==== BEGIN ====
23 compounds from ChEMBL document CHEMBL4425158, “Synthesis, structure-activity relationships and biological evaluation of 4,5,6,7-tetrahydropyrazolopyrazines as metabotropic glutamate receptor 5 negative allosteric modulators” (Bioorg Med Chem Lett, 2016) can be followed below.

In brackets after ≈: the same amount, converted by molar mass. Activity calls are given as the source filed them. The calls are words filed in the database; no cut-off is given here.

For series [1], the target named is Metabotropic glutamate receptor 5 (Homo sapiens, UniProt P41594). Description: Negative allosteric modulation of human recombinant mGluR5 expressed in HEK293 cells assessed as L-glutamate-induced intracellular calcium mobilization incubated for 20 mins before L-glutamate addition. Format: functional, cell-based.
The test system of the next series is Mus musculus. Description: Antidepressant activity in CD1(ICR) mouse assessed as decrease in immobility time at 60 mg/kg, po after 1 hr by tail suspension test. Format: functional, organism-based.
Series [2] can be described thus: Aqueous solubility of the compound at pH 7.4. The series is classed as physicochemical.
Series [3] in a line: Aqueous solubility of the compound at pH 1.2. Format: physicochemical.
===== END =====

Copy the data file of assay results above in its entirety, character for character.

23 compounds from ChEMBL document CHEMBL4425158, “Synthesis, structure-activity relationships and biological evaluation of 4,5,6,7-tetrahydropyrazolopyrazines as metabotropic glutamate receptor 5 negative allosteric modulators” (Bioorg Med Chem Lett, 2016) can be followed below.

In brackets after ≈: the same amount, converted by molar mass. Activity calls are given as the source filed them. The calls are words filed in the database; no cut-off is given here.

For series [1], the target named is Metabotropic glutamate receptor 5 (Homo sapiens, UniProt P41594). Description: Negative allosteric modulation of human recombinant mGluR5 expressed in HEK293 cells assessed as L-glutamate-induced intracellular calcium mobilization incubated for 20 mins before L-glutamate addition. Format: functional, cell-based.
The test system of the next series is Mus musculus. Description: Antidepressant activity in CD1(ICR) mouse assessed as decrease in immobility time at 60 mg/kg, po after 1 hr by tail suspension test. Format: functional, organism-based.
Series [2] can be described thus: Aqueous solubility of the compound at pH 7.4. The series is classed as physicochemical.
Series [3] in a line: Aqueous solubility of the compound at pH 1.2. Format: physicochemical.